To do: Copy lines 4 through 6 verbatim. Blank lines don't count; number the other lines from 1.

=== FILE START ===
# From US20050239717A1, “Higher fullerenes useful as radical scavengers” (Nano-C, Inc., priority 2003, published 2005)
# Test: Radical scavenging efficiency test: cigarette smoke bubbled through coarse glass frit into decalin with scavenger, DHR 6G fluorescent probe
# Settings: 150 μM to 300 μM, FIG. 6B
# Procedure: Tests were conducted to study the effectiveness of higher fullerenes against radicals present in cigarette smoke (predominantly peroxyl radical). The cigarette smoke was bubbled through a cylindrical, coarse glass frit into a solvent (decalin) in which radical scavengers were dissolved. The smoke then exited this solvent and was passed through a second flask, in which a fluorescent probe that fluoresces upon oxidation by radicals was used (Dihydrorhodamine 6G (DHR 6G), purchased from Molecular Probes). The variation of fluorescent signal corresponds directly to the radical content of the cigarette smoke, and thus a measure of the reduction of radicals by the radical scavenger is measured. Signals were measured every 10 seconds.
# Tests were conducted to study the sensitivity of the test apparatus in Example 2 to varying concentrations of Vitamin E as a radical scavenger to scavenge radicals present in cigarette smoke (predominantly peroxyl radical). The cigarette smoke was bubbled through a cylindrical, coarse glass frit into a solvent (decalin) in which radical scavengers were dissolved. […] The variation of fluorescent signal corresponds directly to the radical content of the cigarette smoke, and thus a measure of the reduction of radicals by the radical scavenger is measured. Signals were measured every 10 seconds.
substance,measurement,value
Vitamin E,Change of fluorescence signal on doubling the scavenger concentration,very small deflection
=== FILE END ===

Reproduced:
# Procedure: Tests were conducted to study the effectiveness of higher fullerenes against radicals present in cigarette smoke (predominantly peroxyl radical). The cigarette smoke was bubbled through a cylindrical, coarse glass frit into a solvent (decalin) in which radical scavengers were dissolved. The smoke then exited this solvent and was passed through a second flask, in which a fluorescent probe that fluoresces upon oxidation by radicals was used (Dihydrorhodamine 6G (DHR 6G), purchased from Molecular Probes). The variation of fluorescent signal corresponds directly to the radical content of the cigarette smoke, and thus a measure of the reduction of radicals by the radical scavenger is measured. Signals were measured every 10 seconds.
# Tests were conducted to study the sensitivity of the test apparatus in Example 2 to varying concentrations of Vitamin E as a radical scavenger to scavenge radicals present in cigarette smoke (predominantly peroxyl radical). The cigarette smoke was bubbled through a cylindrical, coarse glass frit into a solvent (decalin) in which radical scavengers were dissolved. […] The variation of fluorescent signal corresponds directly to the radical content of the cigarette smoke, and thus a measure of the reduction of radicals by the radical scavenger is measured. Signals were measured every 10 seconds.
substance,measurement,value